Gold rose on Monday as a slide in the dollar made bullion more attractive for holders of other currencies, while some investors took cover as stocks globally slipped into the red ahead of the U.S. Federal Reserve's two-day policy meeting.
The dollar slipped ahead of the Fed's policy meeting, ending on Wednesday. Investor focus will be on central bank's policy outlook for 2019.
"One of the drivers that is pushing gold higher right now is the flight to safety (due to lower equities), along with the dollar being sold-off a bit," said Michael Matousek, head trader at U.S. Global Investors.
"Some traders are also positioning themselves so that if the Fed does not raise rates gold might spike."
Weak stock markets and slowing global growth have raised speculation that the Fed will need to pause its tightening cycle or risk harming the U.S. economy.
Stocks fell on concerns over global growth that sent world equity markets to 17-month lows last week. Markets were also concerned about a possible U.S. government shutdown.
Investor sentiment toward gold showed signs of optimism.
Speculators switched to a net long position in gold of 10,252 contracts, adding 11,791 contracts in the week to Dec. 11, data showed on Friday.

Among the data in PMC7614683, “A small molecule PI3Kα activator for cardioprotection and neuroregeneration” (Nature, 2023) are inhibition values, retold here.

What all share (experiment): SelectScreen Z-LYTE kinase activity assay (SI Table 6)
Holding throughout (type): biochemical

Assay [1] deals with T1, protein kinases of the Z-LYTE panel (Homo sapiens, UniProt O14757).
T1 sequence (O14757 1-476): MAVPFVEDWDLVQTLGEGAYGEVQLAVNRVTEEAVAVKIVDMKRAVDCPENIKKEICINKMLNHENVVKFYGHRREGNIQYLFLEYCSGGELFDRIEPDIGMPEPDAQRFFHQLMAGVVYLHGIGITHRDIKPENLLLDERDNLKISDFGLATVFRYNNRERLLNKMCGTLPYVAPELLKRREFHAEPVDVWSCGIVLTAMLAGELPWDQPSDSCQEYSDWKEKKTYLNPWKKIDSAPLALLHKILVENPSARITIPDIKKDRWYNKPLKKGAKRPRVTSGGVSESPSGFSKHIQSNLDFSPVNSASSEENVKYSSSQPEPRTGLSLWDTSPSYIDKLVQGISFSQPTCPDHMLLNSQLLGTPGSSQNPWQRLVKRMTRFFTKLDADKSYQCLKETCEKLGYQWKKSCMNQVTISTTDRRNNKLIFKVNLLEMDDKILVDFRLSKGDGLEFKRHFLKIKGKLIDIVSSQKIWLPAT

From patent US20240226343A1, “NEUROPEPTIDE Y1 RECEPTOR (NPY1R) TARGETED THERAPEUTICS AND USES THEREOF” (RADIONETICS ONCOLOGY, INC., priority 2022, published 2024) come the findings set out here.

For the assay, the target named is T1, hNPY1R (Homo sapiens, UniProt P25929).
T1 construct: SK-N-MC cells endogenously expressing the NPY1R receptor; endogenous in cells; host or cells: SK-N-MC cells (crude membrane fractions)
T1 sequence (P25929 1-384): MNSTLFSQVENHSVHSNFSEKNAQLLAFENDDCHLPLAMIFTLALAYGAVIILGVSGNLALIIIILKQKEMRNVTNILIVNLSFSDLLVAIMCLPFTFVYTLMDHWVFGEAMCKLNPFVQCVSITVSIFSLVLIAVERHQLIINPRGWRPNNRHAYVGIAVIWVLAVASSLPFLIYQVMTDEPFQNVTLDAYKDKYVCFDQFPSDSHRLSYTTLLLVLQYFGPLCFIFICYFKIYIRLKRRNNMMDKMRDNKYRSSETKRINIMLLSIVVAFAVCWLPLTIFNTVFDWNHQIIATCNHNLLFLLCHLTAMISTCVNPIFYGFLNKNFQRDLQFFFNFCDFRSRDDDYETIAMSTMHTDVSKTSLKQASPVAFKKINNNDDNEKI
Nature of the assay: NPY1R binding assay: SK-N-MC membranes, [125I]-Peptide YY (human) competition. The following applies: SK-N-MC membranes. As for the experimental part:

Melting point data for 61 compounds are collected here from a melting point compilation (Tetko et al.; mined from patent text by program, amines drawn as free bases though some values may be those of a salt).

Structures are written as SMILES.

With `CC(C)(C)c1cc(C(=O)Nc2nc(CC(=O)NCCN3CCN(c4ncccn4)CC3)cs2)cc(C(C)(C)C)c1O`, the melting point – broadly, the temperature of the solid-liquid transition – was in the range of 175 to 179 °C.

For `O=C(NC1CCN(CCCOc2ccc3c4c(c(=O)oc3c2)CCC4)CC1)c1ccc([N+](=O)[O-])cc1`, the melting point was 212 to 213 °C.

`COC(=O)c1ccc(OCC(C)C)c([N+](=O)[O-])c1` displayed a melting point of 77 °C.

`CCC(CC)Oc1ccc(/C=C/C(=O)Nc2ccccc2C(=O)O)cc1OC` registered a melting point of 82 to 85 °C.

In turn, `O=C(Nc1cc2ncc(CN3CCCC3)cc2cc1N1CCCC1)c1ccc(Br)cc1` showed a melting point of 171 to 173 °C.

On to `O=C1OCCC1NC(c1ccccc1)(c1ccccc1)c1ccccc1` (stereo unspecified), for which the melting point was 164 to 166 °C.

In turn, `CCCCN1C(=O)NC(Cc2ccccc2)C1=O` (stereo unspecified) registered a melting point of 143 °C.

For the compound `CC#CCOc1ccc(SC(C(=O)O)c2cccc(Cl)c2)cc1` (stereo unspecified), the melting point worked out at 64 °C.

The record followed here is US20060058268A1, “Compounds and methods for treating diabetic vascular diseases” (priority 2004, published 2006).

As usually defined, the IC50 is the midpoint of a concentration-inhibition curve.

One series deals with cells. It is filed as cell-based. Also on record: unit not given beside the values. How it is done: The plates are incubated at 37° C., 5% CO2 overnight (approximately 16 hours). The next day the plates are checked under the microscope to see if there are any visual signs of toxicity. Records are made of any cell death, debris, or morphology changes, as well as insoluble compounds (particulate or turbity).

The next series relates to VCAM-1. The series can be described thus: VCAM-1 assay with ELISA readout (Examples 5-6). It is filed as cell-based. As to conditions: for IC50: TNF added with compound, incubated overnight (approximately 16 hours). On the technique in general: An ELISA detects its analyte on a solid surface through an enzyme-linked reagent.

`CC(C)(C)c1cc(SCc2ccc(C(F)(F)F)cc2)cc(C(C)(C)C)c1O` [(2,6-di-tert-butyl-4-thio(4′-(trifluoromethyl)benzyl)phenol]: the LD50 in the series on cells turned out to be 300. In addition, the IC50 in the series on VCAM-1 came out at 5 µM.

This was the first time gold speculators have held a net long position since July, and the strongest one since June.
"With increased volatility and geopolitical risk, macro asset allocation is becoming more gold positive again, while we believe much of the dollar's upward move is now behind us with rate hike expectations dropping," analysts at BMO Capital Markets said in a note.
"This should support gold pricing and gold equity valuations into the middle of 2019, in our view."
Spot palladium was 1.62 percent higher at $1,257.60 per ounce. The metal climbed to a record high of $1,269.25 last week and has risen more than 18 percent so far this year because of a prolonged deficit in the market.
"We believe the tightness is partly due to the market's small size, its lack of transparency and insufficient liquidity. Together with the bullishness of the technical traders, this provides the potential for even higher prices," Julius Baer analysts wrote. "Yet we do not believe these price levels would be sustainable in the medium to longer term."